Here's how to reduce your risk of this common form of arthritis.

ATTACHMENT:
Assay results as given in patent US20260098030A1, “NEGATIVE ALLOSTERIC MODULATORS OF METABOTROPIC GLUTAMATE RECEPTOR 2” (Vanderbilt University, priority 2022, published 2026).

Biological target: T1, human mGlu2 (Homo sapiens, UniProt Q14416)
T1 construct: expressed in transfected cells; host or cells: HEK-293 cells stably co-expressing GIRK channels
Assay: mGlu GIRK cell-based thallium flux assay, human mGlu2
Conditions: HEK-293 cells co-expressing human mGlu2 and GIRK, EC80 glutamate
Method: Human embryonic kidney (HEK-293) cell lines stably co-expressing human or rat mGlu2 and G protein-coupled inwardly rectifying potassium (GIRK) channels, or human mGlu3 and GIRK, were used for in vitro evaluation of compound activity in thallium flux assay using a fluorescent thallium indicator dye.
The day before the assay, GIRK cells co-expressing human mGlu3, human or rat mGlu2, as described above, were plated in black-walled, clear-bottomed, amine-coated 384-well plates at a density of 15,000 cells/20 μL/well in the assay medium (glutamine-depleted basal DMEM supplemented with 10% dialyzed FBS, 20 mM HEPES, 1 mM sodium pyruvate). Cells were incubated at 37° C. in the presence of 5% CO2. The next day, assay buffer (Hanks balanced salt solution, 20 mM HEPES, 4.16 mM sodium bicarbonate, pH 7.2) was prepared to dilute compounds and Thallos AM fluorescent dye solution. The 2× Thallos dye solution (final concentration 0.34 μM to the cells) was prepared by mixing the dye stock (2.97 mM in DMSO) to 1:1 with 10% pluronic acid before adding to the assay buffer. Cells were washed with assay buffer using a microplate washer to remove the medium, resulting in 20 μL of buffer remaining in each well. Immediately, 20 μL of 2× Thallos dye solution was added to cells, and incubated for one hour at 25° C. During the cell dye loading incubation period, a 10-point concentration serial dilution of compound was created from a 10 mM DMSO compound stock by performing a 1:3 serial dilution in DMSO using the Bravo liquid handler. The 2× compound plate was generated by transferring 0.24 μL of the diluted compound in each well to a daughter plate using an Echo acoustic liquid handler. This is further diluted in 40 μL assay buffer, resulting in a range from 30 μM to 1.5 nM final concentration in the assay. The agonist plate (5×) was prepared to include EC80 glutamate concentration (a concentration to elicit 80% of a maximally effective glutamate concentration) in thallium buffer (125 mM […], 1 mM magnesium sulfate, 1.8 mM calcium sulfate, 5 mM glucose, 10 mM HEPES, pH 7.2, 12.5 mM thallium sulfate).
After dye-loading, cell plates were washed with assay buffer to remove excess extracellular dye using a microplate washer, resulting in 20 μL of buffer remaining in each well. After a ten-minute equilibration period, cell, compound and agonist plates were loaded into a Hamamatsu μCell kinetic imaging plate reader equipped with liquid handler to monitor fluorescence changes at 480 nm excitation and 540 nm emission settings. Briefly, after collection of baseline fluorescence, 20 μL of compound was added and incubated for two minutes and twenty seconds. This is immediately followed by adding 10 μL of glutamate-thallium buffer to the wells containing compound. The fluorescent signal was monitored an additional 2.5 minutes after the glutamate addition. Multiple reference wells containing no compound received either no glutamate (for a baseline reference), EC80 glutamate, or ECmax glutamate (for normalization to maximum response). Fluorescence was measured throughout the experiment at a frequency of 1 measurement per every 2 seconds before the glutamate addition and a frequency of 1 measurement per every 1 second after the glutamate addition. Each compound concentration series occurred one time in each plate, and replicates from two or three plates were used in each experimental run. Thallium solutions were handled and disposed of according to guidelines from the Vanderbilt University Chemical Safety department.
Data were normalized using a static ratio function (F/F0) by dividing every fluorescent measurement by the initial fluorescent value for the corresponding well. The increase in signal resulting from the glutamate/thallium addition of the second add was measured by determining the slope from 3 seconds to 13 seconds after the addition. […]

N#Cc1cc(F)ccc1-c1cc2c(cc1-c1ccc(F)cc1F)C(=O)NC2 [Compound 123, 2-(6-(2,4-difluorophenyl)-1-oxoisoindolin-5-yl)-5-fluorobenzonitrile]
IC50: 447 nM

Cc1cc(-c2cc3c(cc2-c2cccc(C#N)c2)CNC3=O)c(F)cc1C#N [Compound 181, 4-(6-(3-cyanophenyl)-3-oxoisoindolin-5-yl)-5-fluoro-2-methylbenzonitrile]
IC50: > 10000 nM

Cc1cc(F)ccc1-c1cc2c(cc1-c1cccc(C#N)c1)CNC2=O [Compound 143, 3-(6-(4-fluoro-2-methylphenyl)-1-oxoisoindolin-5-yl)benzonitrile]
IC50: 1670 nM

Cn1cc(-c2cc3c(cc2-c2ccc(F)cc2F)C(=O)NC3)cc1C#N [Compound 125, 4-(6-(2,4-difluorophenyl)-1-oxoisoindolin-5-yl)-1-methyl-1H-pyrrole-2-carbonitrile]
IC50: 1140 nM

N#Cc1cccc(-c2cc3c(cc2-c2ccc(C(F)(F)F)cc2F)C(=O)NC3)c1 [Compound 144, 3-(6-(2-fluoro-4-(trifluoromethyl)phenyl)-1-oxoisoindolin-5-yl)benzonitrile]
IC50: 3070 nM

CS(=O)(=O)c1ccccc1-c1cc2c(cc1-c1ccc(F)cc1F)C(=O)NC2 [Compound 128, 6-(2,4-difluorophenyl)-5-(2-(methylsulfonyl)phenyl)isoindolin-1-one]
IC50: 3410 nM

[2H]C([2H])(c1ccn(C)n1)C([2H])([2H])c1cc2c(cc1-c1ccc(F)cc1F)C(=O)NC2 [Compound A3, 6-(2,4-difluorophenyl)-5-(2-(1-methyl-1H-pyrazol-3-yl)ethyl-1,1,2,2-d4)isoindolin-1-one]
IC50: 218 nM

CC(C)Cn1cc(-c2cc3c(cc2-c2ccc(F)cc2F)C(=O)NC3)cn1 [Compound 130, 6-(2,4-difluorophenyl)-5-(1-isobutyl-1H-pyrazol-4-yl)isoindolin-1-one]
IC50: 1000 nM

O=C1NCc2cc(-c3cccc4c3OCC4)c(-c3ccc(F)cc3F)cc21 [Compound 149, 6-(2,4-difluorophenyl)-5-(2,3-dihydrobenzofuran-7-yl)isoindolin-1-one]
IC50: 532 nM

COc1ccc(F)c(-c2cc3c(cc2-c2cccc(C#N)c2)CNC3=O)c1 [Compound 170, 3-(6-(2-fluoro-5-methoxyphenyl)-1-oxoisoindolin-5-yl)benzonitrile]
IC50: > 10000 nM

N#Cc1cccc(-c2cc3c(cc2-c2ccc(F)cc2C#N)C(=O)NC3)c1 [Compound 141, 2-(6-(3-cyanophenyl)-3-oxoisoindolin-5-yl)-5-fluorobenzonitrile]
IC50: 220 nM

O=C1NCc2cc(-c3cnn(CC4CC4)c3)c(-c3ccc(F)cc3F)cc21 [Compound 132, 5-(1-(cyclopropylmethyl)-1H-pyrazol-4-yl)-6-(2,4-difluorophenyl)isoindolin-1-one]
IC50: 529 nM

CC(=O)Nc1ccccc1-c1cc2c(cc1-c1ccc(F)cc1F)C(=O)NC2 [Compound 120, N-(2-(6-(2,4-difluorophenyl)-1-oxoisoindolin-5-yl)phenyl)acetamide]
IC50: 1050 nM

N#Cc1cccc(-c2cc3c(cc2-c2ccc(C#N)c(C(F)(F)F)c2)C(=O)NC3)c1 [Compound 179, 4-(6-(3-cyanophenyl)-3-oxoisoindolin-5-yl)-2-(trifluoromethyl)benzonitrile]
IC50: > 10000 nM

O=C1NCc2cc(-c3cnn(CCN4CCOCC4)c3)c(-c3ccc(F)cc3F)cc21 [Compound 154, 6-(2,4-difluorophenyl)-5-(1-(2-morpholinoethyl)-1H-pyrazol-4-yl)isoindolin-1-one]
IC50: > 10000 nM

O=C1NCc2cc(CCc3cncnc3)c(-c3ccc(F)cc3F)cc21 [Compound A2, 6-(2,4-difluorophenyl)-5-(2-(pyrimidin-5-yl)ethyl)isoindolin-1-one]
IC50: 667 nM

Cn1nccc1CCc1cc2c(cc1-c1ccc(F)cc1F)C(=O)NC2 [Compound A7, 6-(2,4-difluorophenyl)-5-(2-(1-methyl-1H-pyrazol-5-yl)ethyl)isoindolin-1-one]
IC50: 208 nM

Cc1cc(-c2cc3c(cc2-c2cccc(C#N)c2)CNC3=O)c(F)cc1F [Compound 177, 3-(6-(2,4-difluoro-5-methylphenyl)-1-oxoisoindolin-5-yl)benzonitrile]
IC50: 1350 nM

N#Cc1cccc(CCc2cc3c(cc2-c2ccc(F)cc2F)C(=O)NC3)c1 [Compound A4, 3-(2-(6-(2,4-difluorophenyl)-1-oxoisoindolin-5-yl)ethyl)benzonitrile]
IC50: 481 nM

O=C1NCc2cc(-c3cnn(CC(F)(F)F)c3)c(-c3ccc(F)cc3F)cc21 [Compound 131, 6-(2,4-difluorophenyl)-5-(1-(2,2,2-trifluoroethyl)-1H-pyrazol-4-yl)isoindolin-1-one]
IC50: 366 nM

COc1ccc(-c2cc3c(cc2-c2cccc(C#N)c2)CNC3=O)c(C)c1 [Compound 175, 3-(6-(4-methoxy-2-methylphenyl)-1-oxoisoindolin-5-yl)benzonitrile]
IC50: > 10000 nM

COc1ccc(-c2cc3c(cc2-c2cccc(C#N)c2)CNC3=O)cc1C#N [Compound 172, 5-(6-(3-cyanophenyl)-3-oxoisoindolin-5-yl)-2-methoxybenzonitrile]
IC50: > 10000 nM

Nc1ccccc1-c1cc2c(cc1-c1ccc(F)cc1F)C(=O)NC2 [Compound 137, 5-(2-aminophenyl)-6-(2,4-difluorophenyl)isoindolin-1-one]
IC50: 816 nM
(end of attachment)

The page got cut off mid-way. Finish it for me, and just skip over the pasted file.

Imagine needle-sharp shards of glass inserted between the bones of your joints, grating and grinding with every move. That not-so-happy image is the pain of gout, one of the more common forms of arthritis. Of course it's not actually glass; in some people with a genetic susceptibility — men more often than women — the body converts excess uric acid into crystals that can accumulate in joints. The extreme pain usually starts in the big toe; gout can also settle into other joints of the feet, ankles, knees, fingers, wrists, and elbows.